George Hamilton-Gordon Aberdeen
Aberdeen, George Hamilton-Gordon
Born Jan. 28, 1784; died Dec. 14, 1860. British politician and one of the leaders of the Tory Party.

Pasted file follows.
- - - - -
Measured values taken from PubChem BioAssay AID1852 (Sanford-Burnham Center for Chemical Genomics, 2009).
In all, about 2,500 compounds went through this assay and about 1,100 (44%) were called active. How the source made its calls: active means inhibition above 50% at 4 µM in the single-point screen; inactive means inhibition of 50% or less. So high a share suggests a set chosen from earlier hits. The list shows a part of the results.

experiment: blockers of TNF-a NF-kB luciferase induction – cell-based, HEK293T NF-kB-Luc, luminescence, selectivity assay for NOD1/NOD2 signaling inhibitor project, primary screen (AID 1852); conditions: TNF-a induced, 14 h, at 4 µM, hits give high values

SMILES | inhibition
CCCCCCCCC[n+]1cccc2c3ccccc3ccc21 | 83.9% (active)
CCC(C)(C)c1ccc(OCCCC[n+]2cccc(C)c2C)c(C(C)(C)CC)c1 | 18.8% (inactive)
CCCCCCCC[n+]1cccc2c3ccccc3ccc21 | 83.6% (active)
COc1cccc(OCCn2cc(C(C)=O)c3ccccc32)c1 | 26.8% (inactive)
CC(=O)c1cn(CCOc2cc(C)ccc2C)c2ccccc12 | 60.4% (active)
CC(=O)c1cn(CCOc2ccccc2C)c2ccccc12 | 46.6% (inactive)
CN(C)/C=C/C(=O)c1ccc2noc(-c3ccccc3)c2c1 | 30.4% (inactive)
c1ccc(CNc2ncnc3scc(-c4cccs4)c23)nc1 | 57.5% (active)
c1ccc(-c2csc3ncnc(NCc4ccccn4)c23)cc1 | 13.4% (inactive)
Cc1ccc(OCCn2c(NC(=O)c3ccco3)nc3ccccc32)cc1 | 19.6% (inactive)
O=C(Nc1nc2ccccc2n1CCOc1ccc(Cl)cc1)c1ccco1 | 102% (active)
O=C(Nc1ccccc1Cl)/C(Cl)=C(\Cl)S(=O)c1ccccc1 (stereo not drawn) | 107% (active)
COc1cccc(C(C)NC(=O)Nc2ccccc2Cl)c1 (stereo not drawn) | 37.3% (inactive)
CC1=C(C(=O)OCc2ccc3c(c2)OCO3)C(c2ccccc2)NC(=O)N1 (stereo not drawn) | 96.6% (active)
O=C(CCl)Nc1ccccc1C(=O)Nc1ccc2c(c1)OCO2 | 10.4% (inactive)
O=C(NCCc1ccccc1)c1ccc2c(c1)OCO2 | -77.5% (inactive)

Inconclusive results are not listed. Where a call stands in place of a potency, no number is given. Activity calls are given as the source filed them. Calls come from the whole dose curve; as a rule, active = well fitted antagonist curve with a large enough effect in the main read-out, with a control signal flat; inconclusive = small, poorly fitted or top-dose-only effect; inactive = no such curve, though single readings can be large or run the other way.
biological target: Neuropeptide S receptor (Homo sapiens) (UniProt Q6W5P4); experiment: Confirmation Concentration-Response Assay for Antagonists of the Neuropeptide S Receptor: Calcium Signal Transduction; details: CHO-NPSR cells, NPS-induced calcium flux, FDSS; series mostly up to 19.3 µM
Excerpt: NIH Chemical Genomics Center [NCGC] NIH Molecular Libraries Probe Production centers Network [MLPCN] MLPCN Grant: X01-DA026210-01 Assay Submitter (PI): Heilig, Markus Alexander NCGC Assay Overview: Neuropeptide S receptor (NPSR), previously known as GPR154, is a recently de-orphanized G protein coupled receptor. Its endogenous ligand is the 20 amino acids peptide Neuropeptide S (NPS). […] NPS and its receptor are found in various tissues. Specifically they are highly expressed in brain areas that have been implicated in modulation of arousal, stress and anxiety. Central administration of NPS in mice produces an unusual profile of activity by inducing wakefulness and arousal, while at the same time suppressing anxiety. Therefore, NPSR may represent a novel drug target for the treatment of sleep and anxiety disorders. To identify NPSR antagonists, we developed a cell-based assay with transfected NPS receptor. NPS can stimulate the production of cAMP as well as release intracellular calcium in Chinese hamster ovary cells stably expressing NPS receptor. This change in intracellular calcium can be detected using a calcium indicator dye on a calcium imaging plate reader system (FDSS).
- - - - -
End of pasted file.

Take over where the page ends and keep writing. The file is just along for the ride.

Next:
In 1850, Aberdeen became the leader of the Peelites (the-followers of R. Peel). During 1828–30 and 1841–46 he was foreign secretary. During the period December 1852 to January 1855 he was prime minister of a coalition government “of all talents,” which included representatives of the Tories, Peelites, Whigs, and Irish Liberals. This government saw as its duty the unification of various factions of the British oligarchy in order to “block the bourgeoisie for as long as possible from direct access to ruling the country” (K. Marx; see K. Marx and F. Engels, Works, 2nd ed., vol. 8, p. 508). In February 1853, Aberdeen’s government concluded an agreement with France concerning joint actions against Russia in the matter of the Eastern Question. After the defeat of the Turkish fleet at Sinop, Aberdeen’s government declared war on Russia on Mar. 27, 1854. Aberdeen was forced to retire as a result of British Army failures during the initial period of this war.